Conversion and Transfer Policies

Exchange controls are governed by the Exchange Control Act of 1942, amended in 1984, and Ministerial Regulation Number 13 of 154, and are administered by the Bank of Thailand. Inward remittances are free of controls. However, the Ministry of Finance issued a Ministerial Regulation, effective from October 28, 2007, to require any person who brings foreign currencies in or out of Thailand exceeding US$20,000 or the equivalent must declare the amount at a Customs check point.

Foreigners staying in Thailand for less than three months, foreign embassies, and international organizations are exempt from this requirement.

In July 2007, the Ministry of Finance and the Bank of Thailand agreed to relax regulations on capital flows to balance capital movements and to increase flexibility for Thai businesses in managing their foreign currency holdings. The changes included abolishing the surrender requirement for all foreign currency receipts from abroad to be sold or deposited within 15 days; doubling the amount of foreign currency deposited with financial institutions in the country from US$0.5 million to US$1 million for individuals and from US$50 million to US$100 million for juristic persons with future foreign exchange obligations within the following 12 months, and increasing to US$0.1 million for individuals and to US$0.3 million for juristic persons without obligation. The deposit ceiling applies only to foreign currencies that are borrowed from financial institutions, but if foreign currencies are earned (not borrowed), the deposit ceiling restriction is not applied.

Thai nationals are subject to quantitative limits on the amount of foreign currency that can be remitted abroad without specific permission of the Bank of Thailand. The limits vary depending upon the purpose of the transaction, and range from US$100 million per annum for business investment or loans to subsidiaries, to US$1 million per annum for remittances to family members. The Bank of Thailand must approve the purchase of immovable assets or securities abroad. The new regulation, however, also increases the limit of overseas fund remittances in foreign currencies up to US$1 million by Thai individual. In addition, the authorities also relaxed the repatriation requirement for exporters with foreign currency receipts by extending the period in which such receipts must be brought into the country from within 120 days, to within 360 days and requiring that the foreign currencies be deposited or sold with financial institutions within another 360 days.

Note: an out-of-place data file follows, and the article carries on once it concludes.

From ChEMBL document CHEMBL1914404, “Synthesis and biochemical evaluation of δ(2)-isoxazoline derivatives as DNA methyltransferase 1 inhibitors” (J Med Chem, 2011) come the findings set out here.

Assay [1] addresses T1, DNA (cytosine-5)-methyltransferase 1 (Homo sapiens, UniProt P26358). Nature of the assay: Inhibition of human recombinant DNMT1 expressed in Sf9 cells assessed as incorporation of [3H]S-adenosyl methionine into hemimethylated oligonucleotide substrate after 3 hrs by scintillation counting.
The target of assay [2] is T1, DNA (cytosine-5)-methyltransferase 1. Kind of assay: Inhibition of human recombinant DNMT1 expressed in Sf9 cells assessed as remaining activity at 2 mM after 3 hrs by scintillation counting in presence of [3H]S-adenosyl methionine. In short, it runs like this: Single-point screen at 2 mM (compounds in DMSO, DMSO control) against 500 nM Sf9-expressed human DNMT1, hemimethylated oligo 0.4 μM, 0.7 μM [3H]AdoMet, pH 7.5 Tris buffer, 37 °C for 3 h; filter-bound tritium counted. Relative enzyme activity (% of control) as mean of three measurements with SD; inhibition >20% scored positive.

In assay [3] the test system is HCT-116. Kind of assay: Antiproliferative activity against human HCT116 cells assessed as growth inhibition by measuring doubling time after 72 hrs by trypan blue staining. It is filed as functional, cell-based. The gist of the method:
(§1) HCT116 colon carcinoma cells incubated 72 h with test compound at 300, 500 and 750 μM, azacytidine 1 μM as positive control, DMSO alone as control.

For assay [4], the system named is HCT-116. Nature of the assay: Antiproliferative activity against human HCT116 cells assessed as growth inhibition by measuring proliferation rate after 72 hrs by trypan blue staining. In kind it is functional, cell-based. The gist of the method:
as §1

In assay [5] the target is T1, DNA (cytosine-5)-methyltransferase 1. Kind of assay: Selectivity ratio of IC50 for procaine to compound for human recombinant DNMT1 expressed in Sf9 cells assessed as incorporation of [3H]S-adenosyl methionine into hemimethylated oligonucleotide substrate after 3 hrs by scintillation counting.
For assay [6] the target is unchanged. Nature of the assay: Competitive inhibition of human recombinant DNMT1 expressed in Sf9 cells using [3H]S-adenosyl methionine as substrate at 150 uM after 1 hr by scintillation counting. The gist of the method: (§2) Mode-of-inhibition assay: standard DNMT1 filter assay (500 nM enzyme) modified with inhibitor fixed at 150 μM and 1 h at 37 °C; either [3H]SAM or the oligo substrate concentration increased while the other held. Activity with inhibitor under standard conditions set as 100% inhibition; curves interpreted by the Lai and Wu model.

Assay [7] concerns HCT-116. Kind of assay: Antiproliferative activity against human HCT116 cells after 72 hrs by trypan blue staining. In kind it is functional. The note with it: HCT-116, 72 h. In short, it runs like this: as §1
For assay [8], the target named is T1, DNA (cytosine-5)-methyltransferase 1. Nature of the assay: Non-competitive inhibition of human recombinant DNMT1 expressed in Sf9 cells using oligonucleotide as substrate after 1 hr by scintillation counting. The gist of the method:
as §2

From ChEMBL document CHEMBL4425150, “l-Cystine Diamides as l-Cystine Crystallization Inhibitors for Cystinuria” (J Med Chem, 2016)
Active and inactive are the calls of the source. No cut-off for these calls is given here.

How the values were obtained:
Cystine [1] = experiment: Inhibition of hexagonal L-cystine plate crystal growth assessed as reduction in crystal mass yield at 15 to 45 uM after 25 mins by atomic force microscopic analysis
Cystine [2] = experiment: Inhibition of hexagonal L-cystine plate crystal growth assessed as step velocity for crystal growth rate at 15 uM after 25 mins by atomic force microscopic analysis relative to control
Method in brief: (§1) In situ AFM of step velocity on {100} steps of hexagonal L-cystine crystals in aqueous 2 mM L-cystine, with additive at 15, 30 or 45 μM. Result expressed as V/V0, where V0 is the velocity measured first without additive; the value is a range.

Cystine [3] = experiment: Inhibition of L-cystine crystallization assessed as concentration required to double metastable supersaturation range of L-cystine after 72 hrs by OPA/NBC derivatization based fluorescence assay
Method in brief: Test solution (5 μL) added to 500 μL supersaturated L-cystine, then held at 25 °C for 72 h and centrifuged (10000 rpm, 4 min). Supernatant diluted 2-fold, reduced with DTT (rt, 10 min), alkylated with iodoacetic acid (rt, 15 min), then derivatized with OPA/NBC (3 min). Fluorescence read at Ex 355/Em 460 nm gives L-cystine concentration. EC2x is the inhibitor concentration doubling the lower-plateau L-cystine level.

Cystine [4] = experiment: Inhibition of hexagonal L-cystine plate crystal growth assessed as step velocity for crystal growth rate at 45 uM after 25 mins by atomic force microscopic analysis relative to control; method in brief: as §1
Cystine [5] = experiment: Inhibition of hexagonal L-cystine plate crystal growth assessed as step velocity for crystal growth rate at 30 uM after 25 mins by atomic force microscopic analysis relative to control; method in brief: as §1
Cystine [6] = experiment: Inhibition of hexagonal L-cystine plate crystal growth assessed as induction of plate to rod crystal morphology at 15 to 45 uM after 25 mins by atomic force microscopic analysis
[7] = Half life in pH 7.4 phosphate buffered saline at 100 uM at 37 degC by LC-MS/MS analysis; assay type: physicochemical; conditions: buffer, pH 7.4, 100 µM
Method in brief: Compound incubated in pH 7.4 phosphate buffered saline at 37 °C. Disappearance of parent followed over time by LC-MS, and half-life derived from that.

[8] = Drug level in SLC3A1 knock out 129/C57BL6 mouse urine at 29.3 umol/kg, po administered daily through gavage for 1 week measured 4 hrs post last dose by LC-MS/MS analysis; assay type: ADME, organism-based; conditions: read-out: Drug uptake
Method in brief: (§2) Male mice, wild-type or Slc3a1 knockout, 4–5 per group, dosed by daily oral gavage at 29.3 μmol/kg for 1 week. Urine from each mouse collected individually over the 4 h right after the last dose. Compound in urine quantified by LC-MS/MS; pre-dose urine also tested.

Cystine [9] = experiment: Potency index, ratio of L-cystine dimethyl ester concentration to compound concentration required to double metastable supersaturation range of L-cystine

Commercial banks are authorized to undertake most routine foreign remittance transactions without prior approval of the Bank of Thailand. Nonresidents can open and maintain foreign currency accounts without deposit and withdrawal ceilings with authorized banks in Thailand. Such accounts must use funds that originate abroad. If nonresidents have underlying liabilities or transactions in Thailand, they can open and maintain Thai baht accounts under Nonresident Baht Accounts (NRBA) with authorized banks in the country; however, the combined outstanding of all NRBAs for each nonresident at the end of the day cannot exceed 300 million Baht (approximately US$9 million). Since February 2008, the Bank of Thailand has segregated the NRBA into two types: Nonresident Baht Account for Securities (NRBS) for investment in securities and other financial instruments, and Nonresident Baht Account (NRBA) for general purposes. Funds under the two types of NRBA could not be transferred to each other. The cap on NRBAs was introduced in October 2003 with the goal of limiting speculation on the Thai baht. All remittances exceeding US$10,000 for any purpose other than export must be reported to the Bank of Thailand.

Investment Climate Statements provide a thorough description of the overseas environments in which U.S. investors must operate. The statements cover general characteristics, such as openness to foreign investment and treatment of foreign investors, as well as details about procedures for licensing and similar administrative matters. The statements are updated each year as Chapter 7 in the Country Commercial Guides, a series to be found by country at the U.S. Department of Commerce’s website: